Empowering Primary Care Through Evidence

PEER is a primary care led evidence based medicine team focused on providing relevant evidence to family physicians and primary care providers.

Evidence Pertaining to a Healthy Primary Care Workforce

PEER reports on the recent changes and summarizes evidence pertaining to the importance of the primary care workforce.

Most Recent Tools for Practice

Tools for Practice #256 – Hydroxychloroquine with or without azithromycin for COVID-19

Is hydroxychloroquine (with or without azithromycin) effective in treating COVID-19?

Bottom Line: One nonrandomized study found that more hydroxychloroquine/azithromycin patients tested negative for virus at days 3 and 6 but clinical outcomes were not reported. One unblinded randomized trial showed no effect from hydroxychloroquine on viral or clinical outcomes. Without further evidence, hydroxychloroquine is not appropriate for patients with COVID-19 in primary care.  Read More

Tools for Practice #255 – Exercise for osteoarthritis pain: how strong is the evidence?

Is exercise effective for pain management in hip/knee osteoarthritis?

Bottom Line: In adults with knee or hip osteoarthritis, exercise can lead to ~30% pain improvement for 47% of patients versus 21% with no exercise at 6-104 weeks, benefiting one additional person for every 4 treated. The type of exercise does not significantly affect the results, however most included trials utilized physiotherapy. Read More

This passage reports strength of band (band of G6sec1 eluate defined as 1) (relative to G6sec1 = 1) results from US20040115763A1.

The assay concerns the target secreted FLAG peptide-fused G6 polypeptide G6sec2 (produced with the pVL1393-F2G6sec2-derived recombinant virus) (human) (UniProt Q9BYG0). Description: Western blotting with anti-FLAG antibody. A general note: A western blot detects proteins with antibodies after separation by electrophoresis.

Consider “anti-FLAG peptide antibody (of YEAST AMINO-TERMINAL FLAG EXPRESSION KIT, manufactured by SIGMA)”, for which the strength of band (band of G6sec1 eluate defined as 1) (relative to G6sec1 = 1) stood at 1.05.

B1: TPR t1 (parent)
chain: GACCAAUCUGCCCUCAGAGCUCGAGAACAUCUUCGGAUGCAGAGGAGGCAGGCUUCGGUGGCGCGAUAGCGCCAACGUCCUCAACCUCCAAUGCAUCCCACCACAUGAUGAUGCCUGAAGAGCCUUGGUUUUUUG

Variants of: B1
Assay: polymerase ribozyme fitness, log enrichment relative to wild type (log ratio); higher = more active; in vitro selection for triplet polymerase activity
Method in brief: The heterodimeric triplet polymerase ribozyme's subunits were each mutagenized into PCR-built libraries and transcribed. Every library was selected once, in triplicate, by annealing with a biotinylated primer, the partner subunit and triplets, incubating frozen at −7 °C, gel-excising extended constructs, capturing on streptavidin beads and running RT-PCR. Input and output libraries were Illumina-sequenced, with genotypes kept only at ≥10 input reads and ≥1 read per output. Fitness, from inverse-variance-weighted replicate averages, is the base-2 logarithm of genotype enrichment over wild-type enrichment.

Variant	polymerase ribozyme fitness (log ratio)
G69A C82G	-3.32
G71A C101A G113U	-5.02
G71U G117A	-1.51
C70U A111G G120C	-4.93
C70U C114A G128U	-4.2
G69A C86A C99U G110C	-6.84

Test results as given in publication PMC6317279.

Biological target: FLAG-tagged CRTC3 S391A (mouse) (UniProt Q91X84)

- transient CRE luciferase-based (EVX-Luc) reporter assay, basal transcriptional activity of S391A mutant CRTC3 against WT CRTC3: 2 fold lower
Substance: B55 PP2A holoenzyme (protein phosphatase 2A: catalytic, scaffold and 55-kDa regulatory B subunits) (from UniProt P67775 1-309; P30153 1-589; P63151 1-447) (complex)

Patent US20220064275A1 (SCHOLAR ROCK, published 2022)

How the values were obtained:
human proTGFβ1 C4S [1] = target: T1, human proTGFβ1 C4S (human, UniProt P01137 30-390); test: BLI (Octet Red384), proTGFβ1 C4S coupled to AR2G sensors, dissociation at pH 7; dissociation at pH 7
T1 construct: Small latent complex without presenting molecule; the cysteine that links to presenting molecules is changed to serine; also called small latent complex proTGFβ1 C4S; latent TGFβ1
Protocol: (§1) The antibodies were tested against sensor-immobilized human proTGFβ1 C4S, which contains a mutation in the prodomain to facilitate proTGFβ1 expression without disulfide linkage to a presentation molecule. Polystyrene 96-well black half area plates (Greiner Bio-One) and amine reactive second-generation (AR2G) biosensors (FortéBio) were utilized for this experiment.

Tools for Practice #254 – Should family physicians add “physical activity” to their prescription pads?

Do simple physical activity prescriptions increase physical activity levels?

Bottom Line: Physical activity prescriptions, combined with patientspecific goals and monitoring, may increase physical activity levels by up to ~1200 steps/day at ~1 year, with an additional 1 person becoming active for every 10 prescribed activity compared to general advice alone. Read More

Tools for Practice #253 – Pharmacologic management of alcohol use disorder: worth a shot?

Which Health Canada approved pharmacologic treatments are effective for alcohol use disorder?

Bottom Line: Both acamprosate and naltrexone demonstrate benefit for abstinence from alcohol when compared to placebo. For every 12 patients treated with acamprosate, and every 20 patients treated with naltrexone, one fewer patient will return to drinking compared to placebo after 12-52 weeks. If harm reduction is the goal, naltrexone can reduce return to heavy drinking for one out of every 13 patients. Read More

Tools for Practice #252 – Electronic Cigarettes – Hoot that helps, hurts, or just hype?

Do electronic cigarettes help smokers quit smoking?

Bottom Line: Compared to nicotine replacement therapy (NRT) or placebo electronic cigarettes, two randomized controlled trials (RCTs) demonstrate that nicotine electronic cigarettes (NEC) aid in smoking cessation [number needed to treat (NNT)=13, 15]. Two other RCTs found no difference in cessation rates. Serious lung disease and deaths have been reported with electronic cigarettes (e-cigarette) use. Tetrahydrocannabinol (THC) and vitamin E acetate containing e-cigarettes should be avoided. Read More

PEER Values

When creating primary care education and programs, the PEER team focuses on minimizing bias, patient orientated outcomes, shared decision making, collaboration and most importantly simplicity.

Who is PEER?

Patients, Experience, Evidence and Research (PEER) was formed between a group of primary care providers who shared a common belief that evidence should be made accessible to all primary care providers.

Follow @peerevidence on Instagram

Our Partners